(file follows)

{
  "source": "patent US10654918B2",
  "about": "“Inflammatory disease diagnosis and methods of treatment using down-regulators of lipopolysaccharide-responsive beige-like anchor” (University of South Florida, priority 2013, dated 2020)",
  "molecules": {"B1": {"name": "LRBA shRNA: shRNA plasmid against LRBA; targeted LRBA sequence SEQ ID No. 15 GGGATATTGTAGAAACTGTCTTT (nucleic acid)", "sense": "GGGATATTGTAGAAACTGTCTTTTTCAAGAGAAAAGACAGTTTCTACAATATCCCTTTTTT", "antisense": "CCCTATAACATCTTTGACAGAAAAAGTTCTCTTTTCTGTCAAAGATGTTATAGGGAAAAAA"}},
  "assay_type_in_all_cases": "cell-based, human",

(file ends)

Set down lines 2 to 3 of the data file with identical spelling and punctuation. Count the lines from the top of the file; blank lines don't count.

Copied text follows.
  "source": "patent US10654918B2",
  "about": "“Inflammatory disease diagnosis and methods of treatment using down-regulators of lipopolysaccharide-responsive beige-like anchor” (University of South Florida, priority 2013, dated 2020)",